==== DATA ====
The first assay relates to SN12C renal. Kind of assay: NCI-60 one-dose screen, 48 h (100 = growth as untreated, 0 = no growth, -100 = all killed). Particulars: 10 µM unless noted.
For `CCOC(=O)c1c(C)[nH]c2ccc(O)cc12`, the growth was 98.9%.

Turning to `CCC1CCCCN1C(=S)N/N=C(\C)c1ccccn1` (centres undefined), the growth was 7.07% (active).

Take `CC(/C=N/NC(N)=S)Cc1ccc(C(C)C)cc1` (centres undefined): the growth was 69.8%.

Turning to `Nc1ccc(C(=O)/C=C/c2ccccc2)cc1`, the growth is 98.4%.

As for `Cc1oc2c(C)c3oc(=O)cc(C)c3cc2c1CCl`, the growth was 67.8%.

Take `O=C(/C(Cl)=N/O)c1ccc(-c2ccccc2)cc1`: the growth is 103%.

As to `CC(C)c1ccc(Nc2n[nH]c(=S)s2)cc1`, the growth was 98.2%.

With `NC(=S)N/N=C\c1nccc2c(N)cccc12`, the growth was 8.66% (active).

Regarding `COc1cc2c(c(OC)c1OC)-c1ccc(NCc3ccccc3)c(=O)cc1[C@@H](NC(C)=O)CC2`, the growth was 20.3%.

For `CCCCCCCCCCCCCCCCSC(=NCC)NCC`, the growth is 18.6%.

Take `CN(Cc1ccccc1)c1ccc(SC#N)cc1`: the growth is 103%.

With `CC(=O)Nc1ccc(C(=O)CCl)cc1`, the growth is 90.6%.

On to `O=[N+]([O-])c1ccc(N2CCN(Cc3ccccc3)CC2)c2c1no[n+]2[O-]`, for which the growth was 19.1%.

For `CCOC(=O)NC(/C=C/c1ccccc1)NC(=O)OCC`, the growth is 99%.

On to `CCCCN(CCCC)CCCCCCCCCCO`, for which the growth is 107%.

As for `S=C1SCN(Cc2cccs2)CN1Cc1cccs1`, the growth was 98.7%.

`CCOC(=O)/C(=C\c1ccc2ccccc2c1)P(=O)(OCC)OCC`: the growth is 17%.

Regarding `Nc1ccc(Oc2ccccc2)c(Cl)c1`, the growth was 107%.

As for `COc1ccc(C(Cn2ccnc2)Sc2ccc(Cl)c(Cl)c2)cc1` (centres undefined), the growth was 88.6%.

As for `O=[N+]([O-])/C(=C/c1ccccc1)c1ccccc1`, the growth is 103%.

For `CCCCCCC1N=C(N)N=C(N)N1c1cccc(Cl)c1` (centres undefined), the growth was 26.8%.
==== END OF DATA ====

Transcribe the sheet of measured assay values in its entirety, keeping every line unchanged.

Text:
The first assay relates to SN12C renal. Kind of assay: NCI-60 one-dose screen, 48 h (100 = growth as untreated, 0 = no growth, -100 = all killed). Particulars: 10 µM unless noted.
For `CCOC(=O)c1c(C)[nH]c2ccc(O)cc12`, the growth was 98.9%.

Turning to `CCC1CCCCN1C(=S)N/N=C(\C)c1ccccn1` (centres undefined), the growth was 7.07% (active).

Take `CC(/C=N/NC(N)=S)Cc1ccc(C(C)C)cc1` (centres undefined): the growth was 69.8%.

Turning to `Nc1ccc(C(=O)/C=C/c2ccccc2)cc1`, the growth is 98.4%.

As for `Cc1oc2c(C)c3oc(=O)cc(C)c3cc2c1CCl`, the growth was 67.8%.

Take `O=C(/C(Cl)=N/O)c1ccc(-c2ccccc2)cc1`: the growth is 103%.

As to `CC(C)c1ccc(Nc2n[nH]c(=S)s2)cc1`, the growth was 98.2%.

With `NC(=S)N/N=C\c1nccc2c(N)cccc12`, the growth was 8.66% (active).

Regarding `COc1cc2c(c(OC)c1OC)-c1ccc(NCc3ccccc3)c(=O)cc1[C@@H](NC(C)=O)CC2`, the growth was 20.3%.

For `CCCCCCCCCCCCCCCCSC(=NCC)NCC`, the growth is 18.6%.

Take `CN(Cc1ccccc1)c1ccc(SC#N)cc1`: the growth is 103%.

With `CC(=O)Nc1ccc(C(=O)CCl)cc1`, the growth is 90.6%.

On to `O=[N+]([O-])c1ccc(N2CCN(Cc3ccccc3)CC2)c2c1no[n+]2[O-]`, for which the growth was 19.1%.

For `CCOC(=O)NC(/C=C/c1ccccc1)NC(=O)OCC`, the growth is 99%.

On to `CCCCN(CCCC)CCCCCCCCCCO`, for which the growth is 107%.

As for `S=C1SCN(Cc2cccs2)CN1Cc1cccs1`, the growth was 98.7%.

`CCOC(=O)/C(=C\c1ccc2ccccc2c1)P(=O)(OCC)OCC`: the growth is 17%.

Regarding `Nc1ccc(Oc2ccccc2)c(Cl)c1`, the growth was 107%.

As for `COc1ccc(C(Cn2ccnc2)Sc2ccc(Cl)c(Cl)c2)cc1` (centres undefined), the growth was 88.6%.

As for `O=[N+]([O-])/C(=C/c1ccccc1)c1ccccc1`, the growth is 103%.

For `CCCCCCC1N=C(N)N=C(N)N1c1cccc(Cl)c1` (centres undefined), the growth was 26.8%.